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Paul Gauguin Review

5.0 / 5.0
313 reviews
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Editor Rating
Colleen McDaniel

French Polynesia has long been the center of the universe for romantics looking for the ultimate get-away-from-it-all vacation. Adventure-seekers are equally drawn to this chain of 118 islands and motus (little islands) and make the long-haul trip to dive, snorkel, hike and swim with sea turtles, black-tipped sharks and stingrays. Enter Paul Gauguin Cruises, whose flagship of the same name was purpose-built for the region. In a destination that truly is the draw, this luxury vessel provides a comfortable, all-inclusive cruise experience, where the ship, appropriately, serves as a background to the scenery.

Service onboard is among the best we've experienced on any ship, with 214 crewmembers anticipating every need. (We had to laugh when, while attempting to get a cup of tea from the self-service station, three waiters intervened, instructing us to sit down while they served us.) Crew seem genuinely happy performing their jobs; the proof is in the number of crew who have impressively long tenures with the ship, according to Paul Gauguin's hotel director.

For that reason, crewmembers know these islands intimately and pass along that expertise to you. You'll learn about the Polynesian islands from residents themselves, as well as from renowned archaeologists and marine biologists. You'll go ashore with highly rated guides and tour operators, and pre- and post-cruise partner hotels -- Pacific Beachcomber operates six mid-level and luxury resorts on the islands -- will wow you.

Dining options are excellent, with fresh-caught seafood and over-the-top French cuisine, as well as Polynesian standards that will have you eagerly anticipating your next meal. Wines, cocktails, spirits, juices and soft drinks are included in the cruise fares and available all day.

Paul Gauguin's marina, which opens to the lagoons in various ports, is a fun chance to play on the water without needing a tender to leave the ship.

Paul Gauguin is meticulously maintained, though it doesn't have the bells and whistles of newer ships. It doesn't need them. Those searching for a vacation that combines some lazy days with more active outdoor pursuits will be hard-pressed to find a better fit in French Polynesia than Paul Gauguin.


Top-notch service and gourmet dining in three restaurants


Limited onboard activities during days in port

Bottom Line

Active cruise that highlights French Polynesian destinations


Passengers: 332
Crew: 214
Passenger to Crew: 1.55:1
Launched: 1997
Shore Excursions: 89

Sails From

Fellow Passengers

The average passenger age is 55 to 60 years old, but you'll get a solid smattering of younger passengers. A bucket-list destination, French Polynesia -- and Paul Gauguin in particular -- also draws a number of honeymooners. Travelers come mostly from the United States and France, but it's not unusual to find you're traveling with people from Australia, the U.K., Japan and China. Passengers tend to be well traveled. They're also loyal. A good number of people return to the ship again and again; it's common that 40 to 50 passengers on each voyage are "repeaters." Passengers also are fairly active, spending time in the fitness center and snorkeling or scuba diving at the various port stops. Announcements onboard are typically made in English first, then French.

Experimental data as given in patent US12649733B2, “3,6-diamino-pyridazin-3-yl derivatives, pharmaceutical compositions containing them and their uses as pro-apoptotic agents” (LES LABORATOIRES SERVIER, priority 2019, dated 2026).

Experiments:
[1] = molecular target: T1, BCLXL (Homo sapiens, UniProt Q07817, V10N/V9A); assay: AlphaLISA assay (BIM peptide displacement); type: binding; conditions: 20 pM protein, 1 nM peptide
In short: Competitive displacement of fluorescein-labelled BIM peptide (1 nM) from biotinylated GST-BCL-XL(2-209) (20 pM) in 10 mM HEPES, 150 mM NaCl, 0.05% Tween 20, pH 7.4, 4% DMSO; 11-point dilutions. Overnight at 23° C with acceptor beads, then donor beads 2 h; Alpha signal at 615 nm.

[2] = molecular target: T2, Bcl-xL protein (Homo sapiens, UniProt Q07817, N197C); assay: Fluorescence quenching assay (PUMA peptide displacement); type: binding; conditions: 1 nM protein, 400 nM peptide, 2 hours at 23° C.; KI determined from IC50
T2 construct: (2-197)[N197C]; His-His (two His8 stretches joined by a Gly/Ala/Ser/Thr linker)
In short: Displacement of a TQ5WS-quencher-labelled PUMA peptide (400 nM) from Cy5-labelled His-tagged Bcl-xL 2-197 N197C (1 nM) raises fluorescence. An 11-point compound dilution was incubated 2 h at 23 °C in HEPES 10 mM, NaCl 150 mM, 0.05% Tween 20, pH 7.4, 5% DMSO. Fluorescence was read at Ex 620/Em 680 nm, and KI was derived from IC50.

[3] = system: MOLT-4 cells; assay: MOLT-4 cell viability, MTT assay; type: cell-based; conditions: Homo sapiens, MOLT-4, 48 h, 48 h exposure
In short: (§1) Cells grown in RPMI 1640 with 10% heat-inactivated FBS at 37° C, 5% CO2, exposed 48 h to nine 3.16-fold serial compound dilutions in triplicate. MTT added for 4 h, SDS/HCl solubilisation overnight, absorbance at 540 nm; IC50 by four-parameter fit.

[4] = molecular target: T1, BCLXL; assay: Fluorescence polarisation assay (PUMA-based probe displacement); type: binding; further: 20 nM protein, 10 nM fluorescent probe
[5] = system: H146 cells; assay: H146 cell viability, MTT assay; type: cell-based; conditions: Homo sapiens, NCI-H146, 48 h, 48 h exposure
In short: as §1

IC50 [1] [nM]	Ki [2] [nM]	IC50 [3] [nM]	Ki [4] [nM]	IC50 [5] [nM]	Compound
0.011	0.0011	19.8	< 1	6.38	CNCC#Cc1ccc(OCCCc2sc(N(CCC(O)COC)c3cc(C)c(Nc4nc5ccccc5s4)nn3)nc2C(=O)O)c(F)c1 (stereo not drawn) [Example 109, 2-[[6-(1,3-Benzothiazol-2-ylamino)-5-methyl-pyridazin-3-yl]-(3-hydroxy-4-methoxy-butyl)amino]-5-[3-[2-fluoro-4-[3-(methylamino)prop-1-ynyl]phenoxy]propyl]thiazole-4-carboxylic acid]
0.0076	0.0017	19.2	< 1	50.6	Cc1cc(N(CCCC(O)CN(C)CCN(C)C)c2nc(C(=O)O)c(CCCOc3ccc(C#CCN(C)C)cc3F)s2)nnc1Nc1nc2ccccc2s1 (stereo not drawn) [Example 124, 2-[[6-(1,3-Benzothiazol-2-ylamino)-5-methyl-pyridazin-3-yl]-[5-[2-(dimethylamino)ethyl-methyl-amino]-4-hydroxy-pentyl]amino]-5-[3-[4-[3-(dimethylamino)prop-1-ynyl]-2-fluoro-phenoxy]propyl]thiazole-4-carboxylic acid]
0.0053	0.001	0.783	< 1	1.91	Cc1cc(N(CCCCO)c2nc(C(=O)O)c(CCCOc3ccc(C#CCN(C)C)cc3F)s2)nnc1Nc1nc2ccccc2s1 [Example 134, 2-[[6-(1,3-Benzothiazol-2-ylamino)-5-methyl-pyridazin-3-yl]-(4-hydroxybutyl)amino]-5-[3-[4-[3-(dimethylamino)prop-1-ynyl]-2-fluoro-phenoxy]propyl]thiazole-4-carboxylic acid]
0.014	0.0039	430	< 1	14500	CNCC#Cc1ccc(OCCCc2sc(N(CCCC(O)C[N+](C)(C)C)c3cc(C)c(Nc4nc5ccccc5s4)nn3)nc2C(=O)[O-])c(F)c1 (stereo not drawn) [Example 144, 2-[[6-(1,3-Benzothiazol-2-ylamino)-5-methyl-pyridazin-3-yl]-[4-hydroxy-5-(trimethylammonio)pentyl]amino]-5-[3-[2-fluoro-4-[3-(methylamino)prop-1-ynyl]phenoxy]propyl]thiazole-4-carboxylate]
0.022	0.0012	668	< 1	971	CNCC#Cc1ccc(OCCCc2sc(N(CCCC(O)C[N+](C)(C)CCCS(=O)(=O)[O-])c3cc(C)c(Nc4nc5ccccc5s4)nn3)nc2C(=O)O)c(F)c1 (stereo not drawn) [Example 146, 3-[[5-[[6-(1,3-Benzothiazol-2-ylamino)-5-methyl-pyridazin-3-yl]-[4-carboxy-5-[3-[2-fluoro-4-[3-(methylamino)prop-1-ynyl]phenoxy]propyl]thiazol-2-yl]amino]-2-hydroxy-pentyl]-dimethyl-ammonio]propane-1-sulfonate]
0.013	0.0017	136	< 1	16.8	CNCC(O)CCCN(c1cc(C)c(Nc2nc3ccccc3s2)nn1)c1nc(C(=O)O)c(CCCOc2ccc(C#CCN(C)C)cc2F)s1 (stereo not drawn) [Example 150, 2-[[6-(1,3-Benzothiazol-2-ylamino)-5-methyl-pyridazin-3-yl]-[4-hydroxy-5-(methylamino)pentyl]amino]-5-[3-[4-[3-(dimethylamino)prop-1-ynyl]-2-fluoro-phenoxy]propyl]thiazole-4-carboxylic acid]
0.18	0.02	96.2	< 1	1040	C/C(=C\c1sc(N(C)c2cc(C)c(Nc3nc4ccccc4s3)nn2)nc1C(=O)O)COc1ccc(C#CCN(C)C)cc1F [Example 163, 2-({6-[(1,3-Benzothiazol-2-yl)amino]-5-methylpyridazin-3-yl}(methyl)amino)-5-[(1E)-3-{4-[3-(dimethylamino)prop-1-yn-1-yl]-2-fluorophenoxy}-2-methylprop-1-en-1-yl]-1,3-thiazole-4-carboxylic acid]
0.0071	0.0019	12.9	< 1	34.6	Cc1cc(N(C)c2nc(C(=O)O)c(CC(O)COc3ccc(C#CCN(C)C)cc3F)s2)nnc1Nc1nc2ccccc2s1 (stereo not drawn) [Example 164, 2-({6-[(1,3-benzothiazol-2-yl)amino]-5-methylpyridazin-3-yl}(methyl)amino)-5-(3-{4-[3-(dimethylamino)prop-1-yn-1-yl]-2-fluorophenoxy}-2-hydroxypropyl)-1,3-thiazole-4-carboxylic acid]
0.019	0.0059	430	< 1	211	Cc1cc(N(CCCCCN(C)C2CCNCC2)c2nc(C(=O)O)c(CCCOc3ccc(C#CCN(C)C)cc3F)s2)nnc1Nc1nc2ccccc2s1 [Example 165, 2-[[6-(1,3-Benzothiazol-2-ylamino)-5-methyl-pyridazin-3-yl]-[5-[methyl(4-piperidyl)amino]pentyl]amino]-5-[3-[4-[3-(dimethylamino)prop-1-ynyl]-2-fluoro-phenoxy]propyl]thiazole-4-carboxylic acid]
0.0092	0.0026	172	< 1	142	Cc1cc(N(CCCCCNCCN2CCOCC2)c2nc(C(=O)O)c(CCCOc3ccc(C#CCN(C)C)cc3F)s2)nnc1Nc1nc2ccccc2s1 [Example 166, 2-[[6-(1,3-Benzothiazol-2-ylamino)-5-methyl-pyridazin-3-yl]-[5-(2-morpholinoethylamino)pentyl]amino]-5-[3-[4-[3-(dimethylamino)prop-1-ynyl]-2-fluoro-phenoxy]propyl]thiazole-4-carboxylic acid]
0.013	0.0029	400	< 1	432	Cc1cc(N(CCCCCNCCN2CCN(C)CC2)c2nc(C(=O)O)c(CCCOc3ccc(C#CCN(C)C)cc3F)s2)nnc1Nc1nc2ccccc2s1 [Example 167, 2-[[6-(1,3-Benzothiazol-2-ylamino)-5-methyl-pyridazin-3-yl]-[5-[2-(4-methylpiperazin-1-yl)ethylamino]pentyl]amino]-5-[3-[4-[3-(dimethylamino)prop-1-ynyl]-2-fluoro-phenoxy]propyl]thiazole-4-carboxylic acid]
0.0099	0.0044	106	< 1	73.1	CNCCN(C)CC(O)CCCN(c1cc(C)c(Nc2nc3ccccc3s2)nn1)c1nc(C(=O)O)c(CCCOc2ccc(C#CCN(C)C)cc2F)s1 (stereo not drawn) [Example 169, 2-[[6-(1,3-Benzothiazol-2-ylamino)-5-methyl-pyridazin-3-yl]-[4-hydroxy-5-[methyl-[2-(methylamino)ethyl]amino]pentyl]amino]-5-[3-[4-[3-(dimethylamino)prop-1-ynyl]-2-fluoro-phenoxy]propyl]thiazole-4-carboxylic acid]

Paul Gauguin Dress Code

These tropical itineraries call for casual attire by day and country-club or elegant resortwear clothing by night. During the day, you'll need bathing suits, cover-ups, shorts, shoes that are comfortable for walking or hiking, and reef shoes, a must for the private island experiences, where rocks, broken bits of coral and sea cucumbers can make for an uncomfortable walk. Bug spray with DEET is also a necessity in the lush, tropical environment.

At night, women traditionally wear skirts or slacks or capris with blouses, and men go for trousers and short-sleeved collared shirts. (Think "Tommy Bahama," rather than golf shirts.) On Tahitian Night, which occurs once a cruise, women are encouraged to wear pareos (Tahitian wraparound skirts, which are available ashore at the various ports or in the ship's gift shop), and men don Polynesian shirts. Fill your suitcase with lightweight clothes made of natural fibers (cotton, linen and silk), and you'll have everything you need.

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More about Paul Gauguin

Where does Paul Gauguin sail from?

Paul Gauguin departs from Tahiti

Where does Paul Gauguin sail to?

How much does it cost to go on Paul Gauguin?

Cruises on Paul Gauguin start from $3,530 per person.

Is Paul Gauguin a good ship to cruise on?

Paul Gauguin won 52 awards over the years.
Paul Gauguin Cruiser Reviews

An incredible exploration of the Tuamotus, Marquesas and Society Islands

If you're looking for a cruise to lay about in the sun and paddle in lagoons around French Polynesia, there are choices other than the Paul Gauguin which better suit that.Read More

2-5 Cruises

Age 50s

Definitely Not a 5 Star Experience

Paul Gauguin under Ponant gets a big thumbs down from me!Read More

10+ Cruises

Age 60s

Seven Day French Polynesian Cruise

The Gauguin is an older ship and apparently does not have the stabilizers of newer ships.Read More

6-10 Cruises

Age 70s

I cannot say enough about this small ship and the crew and the service!

In wanting to explore the South Pacific and the islands, we chose the small ship, The Paul Gauguin. The service and information available to us in preparation for the trip was superb.Read More
Sophie the dog

2-5 Cruises

Age 70s

Paul Gauguin Cruises Fleet
Paul Gauguin
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